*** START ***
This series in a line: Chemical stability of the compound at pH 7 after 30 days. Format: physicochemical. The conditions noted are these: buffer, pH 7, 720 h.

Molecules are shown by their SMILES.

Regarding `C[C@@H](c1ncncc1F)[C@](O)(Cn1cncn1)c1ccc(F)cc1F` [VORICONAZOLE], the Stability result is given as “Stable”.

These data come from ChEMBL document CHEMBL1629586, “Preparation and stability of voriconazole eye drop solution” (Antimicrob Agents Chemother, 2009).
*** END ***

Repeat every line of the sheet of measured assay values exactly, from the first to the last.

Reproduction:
This series in a line: Chemical stability of the compound at pH 7 after 30 days. Format: physicochemical. The conditions noted are these: buffer, pH 7, 720 h.

Molecules are shown by their SMILES.

Regarding `C[C@@H](c1ncncc1F)[C@](O)(Cn1cncn1)c1ccc(F)cc1F` [VORICONAZOLE], the Stability result is given as “Stable”.

These data come from ChEMBL document CHEMBL1629586, “Preparation and stability of voriconazole eye drop solution” (Antimicrob Agents Chemother, 2009).